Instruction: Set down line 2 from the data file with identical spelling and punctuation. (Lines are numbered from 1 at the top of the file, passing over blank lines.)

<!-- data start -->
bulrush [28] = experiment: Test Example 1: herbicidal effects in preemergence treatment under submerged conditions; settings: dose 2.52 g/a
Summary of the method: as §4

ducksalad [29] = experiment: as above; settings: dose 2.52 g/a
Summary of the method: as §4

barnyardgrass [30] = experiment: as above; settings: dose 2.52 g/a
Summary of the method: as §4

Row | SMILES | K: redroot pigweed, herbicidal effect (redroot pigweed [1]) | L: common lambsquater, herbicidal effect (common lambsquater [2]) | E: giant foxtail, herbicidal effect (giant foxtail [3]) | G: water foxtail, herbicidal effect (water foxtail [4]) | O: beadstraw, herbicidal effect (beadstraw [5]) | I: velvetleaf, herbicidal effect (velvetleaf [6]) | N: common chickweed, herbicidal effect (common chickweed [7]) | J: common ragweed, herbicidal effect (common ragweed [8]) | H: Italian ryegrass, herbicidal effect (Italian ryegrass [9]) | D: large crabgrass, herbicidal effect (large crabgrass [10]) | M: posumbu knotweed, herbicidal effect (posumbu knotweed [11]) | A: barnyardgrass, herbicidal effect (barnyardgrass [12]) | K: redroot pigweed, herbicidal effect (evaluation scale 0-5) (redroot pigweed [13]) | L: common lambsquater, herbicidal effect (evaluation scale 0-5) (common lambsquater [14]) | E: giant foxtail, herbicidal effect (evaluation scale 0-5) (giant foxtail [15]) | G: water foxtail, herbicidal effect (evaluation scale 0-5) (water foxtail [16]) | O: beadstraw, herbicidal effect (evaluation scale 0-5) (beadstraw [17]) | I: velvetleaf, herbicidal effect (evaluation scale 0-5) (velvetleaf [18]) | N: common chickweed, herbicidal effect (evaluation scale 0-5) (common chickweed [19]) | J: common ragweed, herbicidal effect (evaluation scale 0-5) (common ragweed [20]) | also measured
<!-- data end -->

Summary of the method: as §4